SCARBOROUGH’S Spa was a hive of activity and excitement as the BBC’s Antiques Roadshow came to town.
Hundreds of people walked through the doors eager to get their hidden treasures valued, or even spot a few well-known faces from the popular TV show.
Queues spiralled throughout the Grand Hall with bags of varying shapes and sizes protruding from the crowds. Some people had waited in line outside the South Bay venue from 7am.
It was the first visit to Scarborough for the show’s presenter, Fiona Bruce.
She said: “When you go to different locations you see items brought along that are associated with the history of that area. I’m looking forward to seeing what comes up here in Scarborough, where there is a strong history of maritime, shipping, and Scarborough fair.
“It’s a beautiful town, with the little port and the castle. I hadn’t realised until coming here what an important port it had been. It’s fascinating when you look at the history of this place, and hopefully we’ll find some charming pieces today that reflect this.”
A total of 1,600 items were brought for valuation, with two particular items getting top-end valuations.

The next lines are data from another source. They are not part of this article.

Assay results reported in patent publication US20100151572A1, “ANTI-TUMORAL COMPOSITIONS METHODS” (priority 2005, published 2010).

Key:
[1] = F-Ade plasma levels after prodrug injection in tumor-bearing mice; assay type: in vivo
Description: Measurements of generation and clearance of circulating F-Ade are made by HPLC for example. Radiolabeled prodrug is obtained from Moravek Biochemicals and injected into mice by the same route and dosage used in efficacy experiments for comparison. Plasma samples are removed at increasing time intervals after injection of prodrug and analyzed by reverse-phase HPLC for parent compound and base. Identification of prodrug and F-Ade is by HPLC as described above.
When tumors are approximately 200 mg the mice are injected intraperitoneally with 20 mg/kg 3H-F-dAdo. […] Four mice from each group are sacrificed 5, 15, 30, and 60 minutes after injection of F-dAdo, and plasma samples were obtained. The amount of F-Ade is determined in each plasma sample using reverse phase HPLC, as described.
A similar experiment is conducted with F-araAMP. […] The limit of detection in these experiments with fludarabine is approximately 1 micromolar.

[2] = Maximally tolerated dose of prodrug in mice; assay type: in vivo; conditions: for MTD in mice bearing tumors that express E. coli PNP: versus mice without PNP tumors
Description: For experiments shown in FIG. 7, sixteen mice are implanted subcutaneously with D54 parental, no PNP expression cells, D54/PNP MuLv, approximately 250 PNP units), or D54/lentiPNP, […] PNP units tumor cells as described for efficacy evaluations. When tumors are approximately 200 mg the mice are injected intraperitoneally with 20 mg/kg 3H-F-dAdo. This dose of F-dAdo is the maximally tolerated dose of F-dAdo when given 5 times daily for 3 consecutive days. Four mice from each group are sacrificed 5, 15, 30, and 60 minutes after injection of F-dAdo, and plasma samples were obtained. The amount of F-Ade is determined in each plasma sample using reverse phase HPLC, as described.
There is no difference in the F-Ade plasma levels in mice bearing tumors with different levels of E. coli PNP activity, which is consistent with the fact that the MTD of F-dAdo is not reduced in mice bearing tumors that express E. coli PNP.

The first was a collection of Bamforth postcards, valued in the tens of thousands of pounds. The collection was brought in by the great-great- grandson of Douglas Tempus, who was one of the artists who created the iconic images on the famous postcards.
Also attracting a high price tag was a racing suit which belonged to world champion racing driver James Hunt. The suit had been worn by Hunt when he won the 1976 Hockenheim race, and was valued at between £6,000 and £7,000.
A variety of items were unveiled over the course of the day, attracting excitement from many of the show’s experts.
Furniture expert Christopher Payne had his eye caught by a number of pieces including a sculpture he was researching, and a low dresser by furniture maker “Mouseman” Thompson, which was valued at around £6,000.
He said; “The dresser had a wonderful story behind it. Its owner was given a pair of Mouseman bookends on her 21st birthday which started her collection. She is 90 later this month. What is fantastic is that she knew Robert Thompson, and he told her the story behind the mouse. She was able to confirm for us a lot of the stories about his work.”
Working on the Roadshow reception desk was Lloyd Farmar. He said: “We have seen some fantastic local art by Scarborough artists. We always like to see local things when we come to a venue, it always sets the scene for us. We have also seen a great chap with a wonderful ceramic collection who is really passionate about his pieces. We’ve seen some 20th century collections too and some good silverware. It has been a real mixed bag, which is what the roadshow is all about.”
Yesterday’s filming will be split into two shows, due to be broadcast as part of the next series over the autumn and winter of 2012-13.